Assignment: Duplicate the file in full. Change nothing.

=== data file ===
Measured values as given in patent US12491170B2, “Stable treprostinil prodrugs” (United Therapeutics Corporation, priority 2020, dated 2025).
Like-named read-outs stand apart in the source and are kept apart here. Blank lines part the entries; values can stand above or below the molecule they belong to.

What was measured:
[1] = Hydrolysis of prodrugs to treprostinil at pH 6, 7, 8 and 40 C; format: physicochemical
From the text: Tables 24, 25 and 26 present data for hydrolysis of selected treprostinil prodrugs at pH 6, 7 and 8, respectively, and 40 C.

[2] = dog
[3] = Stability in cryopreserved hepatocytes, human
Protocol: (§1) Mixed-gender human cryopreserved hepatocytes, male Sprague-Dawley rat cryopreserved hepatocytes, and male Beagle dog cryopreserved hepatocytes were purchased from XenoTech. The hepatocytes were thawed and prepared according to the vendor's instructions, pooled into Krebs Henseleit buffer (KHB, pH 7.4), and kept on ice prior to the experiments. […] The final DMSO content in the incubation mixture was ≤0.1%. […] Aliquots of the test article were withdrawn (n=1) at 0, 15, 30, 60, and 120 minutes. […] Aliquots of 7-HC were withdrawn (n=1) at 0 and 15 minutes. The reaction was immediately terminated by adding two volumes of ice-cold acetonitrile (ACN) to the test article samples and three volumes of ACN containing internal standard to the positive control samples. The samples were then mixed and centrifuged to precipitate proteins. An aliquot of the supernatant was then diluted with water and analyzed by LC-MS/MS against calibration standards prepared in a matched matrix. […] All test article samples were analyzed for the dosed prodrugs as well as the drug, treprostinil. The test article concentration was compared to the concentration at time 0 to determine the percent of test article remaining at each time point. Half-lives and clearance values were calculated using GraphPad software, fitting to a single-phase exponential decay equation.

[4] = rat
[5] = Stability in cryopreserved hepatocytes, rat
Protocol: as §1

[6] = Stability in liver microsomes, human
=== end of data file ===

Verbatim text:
Measured values as given in patent US12491170B2, “Stable treprostinil prodrugs” (United Therapeutics Corporation, priority 2020, dated 2025).
Like-named read-outs stand apart in the source and are kept apart here. Blank lines part the entries; values can stand above or below the molecule they belong to.

What was measured:
[1] = Hydrolysis of prodrugs to treprostinil at pH 6, 7, 8 and 40 C; format: physicochemical
From the text: Tables 24, 25 and 26 present data for hydrolysis of selected treprostinil prodrugs at pH 6, 7 and 8, respectively, and 40 C.

[2] = dog
[3] = Stability in cryopreserved hepatocytes, human
Protocol: (§1) Mixed-gender human cryopreserved hepatocytes, male Sprague-Dawley rat cryopreserved hepatocytes, and male Beagle dog cryopreserved hepatocytes were purchased from XenoTech. The hepatocytes were thawed and prepared according to the vendor's instructions, pooled into Krebs Henseleit buffer (KHB, pH 7.4), and kept on ice prior to the experiments. […] The final DMSO content in the incubation mixture was ≤0.1%. […] Aliquots of the test article were withdrawn (n=1) at 0, 15, 30, 60, and 120 minutes. […] Aliquots of 7-HC were withdrawn (n=1) at 0 and 15 minutes. The reaction was immediately terminated by adding two volumes of ice-cold acetonitrile (ACN) to the test article samples and three volumes of ACN containing internal standard to the positive control samples. The samples were then mixed and centrifuged to precipitate proteins. An aliquot of the supernatant was then diluted with water and analyzed by LC-MS/MS against calibration standards prepared in a matched matrix. […] All test article samples were analyzed for the dosed prodrugs as well as the drug, treprostinil. The test article concentration was compared to the concentration at time 0 to determine the percent of test article remaining at each time point. Half-lives and clearance values were calculated using GraphPad software, fitting to a single-phase exponential decay equation.

[4] = rat
[5] = Stability in cryopreserved hepatocytes, rat
Protocol: as §1

[6] = Stability in liver microsomes, human